The result first shows that across the nine research processes studied, all processes face heterogeneous task environment, including heterogeneous-stable environment and heterogeneous-shifting environment. In order to respond to task environment that is heterogeneous in nature, marketing research firms develop a collection of ostensive routines or routine artifacts, such as standard operating procedures, content templates, checklist templates, written rules, grammars of action, information-search routines, interactive experiential learning routines, and scripts. Among the ostensive routines, standard operating procedures are steady in nature and mainly assist in achieving efficiency. Other ostensive routines, such as content templates, checklist templates, written rules, grammars of action, information-search routines, interactive experiential learning routines, and scripts, are ‘flexible’ in nature and play an important role in influencing flexibility. In other words, these ‘flexible’ ostensive routines or routine artifacts are designed to be “live routines” (Cohen, 2007; Pentland and Feldman, 2008).
In this thesis, the focus is on the presence of these ‘flexible’ ostensive routines and the influence of these ‘flexible’ ostensive routines on individual’s decision-making, which in turn influence the quality of response or the speed of response, the two important dimensions of flexibility (Sethi, Khamba, and Kiran, 2007).
This research discovers that facing heterogeneous-stable task environment, content templates, checklist templates, grammars of action, and written rules are important ostensive routines. Content templates specify alternatives or rationales for selection of alternatives in decision-making; checklist templates specify considering factors for decision-making; written rules specify heuristics for complex decision-making; grammars of action specify logics of action.
Responding to heterogeneous-stable task environment, content templates that specify alternatives guide individual’s action to specific direction and influence the speed of response consequently. Content templates that specify rationales for selection of alternatives provide individuals with logics of selection, which in turn affect the quality of response. Besides, checklist templates remind individuals with factors to be considered; written rules provide individuals with heuristics for making complex decision; grammars of action indicate logics of action to individuals. The quality of response may be influenced in consequence.
Additionally, this research also discovers that facing heterogeneous-shifting task environment, information-search routines, interactive experiential learning routines, written rules, and scripts are viable designs of ostensive routines. Information-search routines exist to facilitate knowing-who, knowing-what, and knowing-how search behavior. Interactive experiential learning routines represent drilling activities “for maintaining infrequently exercised capabilities” (Nelson and Winter, 1982: 107). Written rules provide “tips” for making complex decisions. Scripts provide stories about working examples or best practices (Szulanski and Jensen, 2004).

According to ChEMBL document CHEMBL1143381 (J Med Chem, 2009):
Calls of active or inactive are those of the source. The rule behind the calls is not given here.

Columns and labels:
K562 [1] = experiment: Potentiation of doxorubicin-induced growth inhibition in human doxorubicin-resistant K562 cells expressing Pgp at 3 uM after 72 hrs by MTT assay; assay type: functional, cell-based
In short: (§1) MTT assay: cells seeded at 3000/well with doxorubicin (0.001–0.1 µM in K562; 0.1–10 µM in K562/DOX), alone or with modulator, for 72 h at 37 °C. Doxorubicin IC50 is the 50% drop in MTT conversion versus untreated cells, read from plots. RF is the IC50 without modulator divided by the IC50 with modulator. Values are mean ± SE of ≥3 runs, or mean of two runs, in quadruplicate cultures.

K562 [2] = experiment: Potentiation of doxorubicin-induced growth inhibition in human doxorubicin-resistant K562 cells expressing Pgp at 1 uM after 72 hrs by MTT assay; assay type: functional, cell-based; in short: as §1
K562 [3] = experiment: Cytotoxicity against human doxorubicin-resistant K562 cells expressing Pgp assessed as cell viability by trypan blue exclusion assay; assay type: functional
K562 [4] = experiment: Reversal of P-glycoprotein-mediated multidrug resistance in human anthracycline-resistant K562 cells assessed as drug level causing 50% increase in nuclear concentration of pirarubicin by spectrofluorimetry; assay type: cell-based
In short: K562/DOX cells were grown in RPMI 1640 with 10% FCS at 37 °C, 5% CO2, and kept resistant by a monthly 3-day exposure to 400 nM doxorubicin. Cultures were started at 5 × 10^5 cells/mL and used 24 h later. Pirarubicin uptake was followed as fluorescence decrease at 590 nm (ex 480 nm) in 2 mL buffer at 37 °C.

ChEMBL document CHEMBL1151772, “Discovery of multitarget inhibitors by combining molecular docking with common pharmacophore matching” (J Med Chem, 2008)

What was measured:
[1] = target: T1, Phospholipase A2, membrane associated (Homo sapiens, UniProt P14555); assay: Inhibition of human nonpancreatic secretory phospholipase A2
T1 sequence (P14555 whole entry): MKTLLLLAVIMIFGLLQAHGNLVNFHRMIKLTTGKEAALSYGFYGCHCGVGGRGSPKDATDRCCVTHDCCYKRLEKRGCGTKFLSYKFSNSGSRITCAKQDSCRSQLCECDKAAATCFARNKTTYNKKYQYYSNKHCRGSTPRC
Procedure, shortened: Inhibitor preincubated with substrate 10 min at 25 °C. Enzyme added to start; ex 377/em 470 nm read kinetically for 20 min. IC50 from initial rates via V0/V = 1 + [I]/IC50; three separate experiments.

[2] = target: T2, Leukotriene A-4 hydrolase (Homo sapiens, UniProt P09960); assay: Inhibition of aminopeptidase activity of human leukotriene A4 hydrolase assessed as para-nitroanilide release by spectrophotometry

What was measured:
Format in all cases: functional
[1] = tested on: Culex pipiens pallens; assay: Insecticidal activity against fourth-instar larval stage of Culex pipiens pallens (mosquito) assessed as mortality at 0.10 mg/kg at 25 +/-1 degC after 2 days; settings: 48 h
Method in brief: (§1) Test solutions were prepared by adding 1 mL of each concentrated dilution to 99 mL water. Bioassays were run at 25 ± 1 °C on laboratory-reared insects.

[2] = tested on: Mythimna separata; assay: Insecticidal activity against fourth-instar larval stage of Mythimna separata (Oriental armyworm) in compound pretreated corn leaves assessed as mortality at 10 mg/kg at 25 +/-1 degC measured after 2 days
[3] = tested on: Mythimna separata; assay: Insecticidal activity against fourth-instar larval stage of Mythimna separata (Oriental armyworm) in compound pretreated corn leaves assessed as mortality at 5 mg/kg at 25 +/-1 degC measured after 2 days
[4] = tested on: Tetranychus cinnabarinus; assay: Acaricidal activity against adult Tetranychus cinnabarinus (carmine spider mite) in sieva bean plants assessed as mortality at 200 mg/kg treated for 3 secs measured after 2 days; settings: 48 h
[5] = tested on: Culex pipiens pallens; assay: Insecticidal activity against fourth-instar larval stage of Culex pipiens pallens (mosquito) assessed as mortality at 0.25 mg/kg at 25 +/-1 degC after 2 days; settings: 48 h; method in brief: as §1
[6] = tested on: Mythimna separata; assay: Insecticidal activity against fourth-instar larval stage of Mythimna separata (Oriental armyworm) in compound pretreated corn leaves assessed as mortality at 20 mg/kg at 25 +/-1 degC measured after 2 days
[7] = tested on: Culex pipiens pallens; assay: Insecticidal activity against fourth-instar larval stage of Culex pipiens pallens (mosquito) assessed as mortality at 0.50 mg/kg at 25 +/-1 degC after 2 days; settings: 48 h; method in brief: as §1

Responding to heterogeneous-shifting task environment, information-search routines, which facilitate knowing-who search behavior, provide individuals with specific direction of asking whom. The speed of response may be affected as a result. In addition, if there is a trust between the question sender and the receiver (Moorman, Deshpande, and Zaltman 1993), the receiver is willing to share his/her experience, and the sender’s judgment repertoire is likely to be influenced. Therefore, the quality of response may be affected. Information-search routines, which facilitate knowing-what search behavior, supply individuals with general market information and may impact individual’s judgment about factor considerations; information-search routines, which facilitate knowing-how search behavior, provide individuals with the logic of action to solve problems. The quality of response may be affected as a result. Besides, interactive experiential learning routines urge individuals to share and learn from each other; written rules provide heuristics for complex decision-making; scripts provide stories of working examples or best practices (Szulanski and Jensen, 2004). Through these routines, individual’s judgment repertoire may be influenced. The quality of response may be influenced consequently.
The discovery from this research is in line with the recent theoretical argument that there is endogenous dynamics of organizational routines (Becker, Lazaric, Nelson, and Winter, 2005) and organizational routines can be sources of flexibility (e.g., Feldman, 2000; Feldman and Pentland, 2003). While recent scholars mainly argue that individuals who decide the way to perform routines serve as the key sources of flexibility, this thesis propose that the design of ‘flexible’ ostensive routines or routine artifacts may also influence individual’s decision-making and therefore contribute to the achievement of flexibility. The discovery not only extend theoretical discussions on endogenous dynamics of organizational routines (e.g., Feldman and Pentland, 2003; Pentland and Feldman, 2005; Becker, Lazaric, Nelson and Winter, 2005; Pentland and Feldman, 2008), but also provide some implications to the theory of organizations in action (e.g., Thompson, 1967), the micro-foundations of organizational capabilities/dynamic capabilities (e.g., Felin and Foss, 2005; Teece, 2007; Abell, Felin, and Foss, 2008; Foss, Husted, and Michailova, 2010), and the design of processes (e.g., Hall and Johnson, 2009).
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|Source URI: ||http://thesis.lib.nccu.edu.tw/record/#G0913555031|
|Data Type: ||thesis|
|Appears in Collections:||[企業管理學系] 學位論文|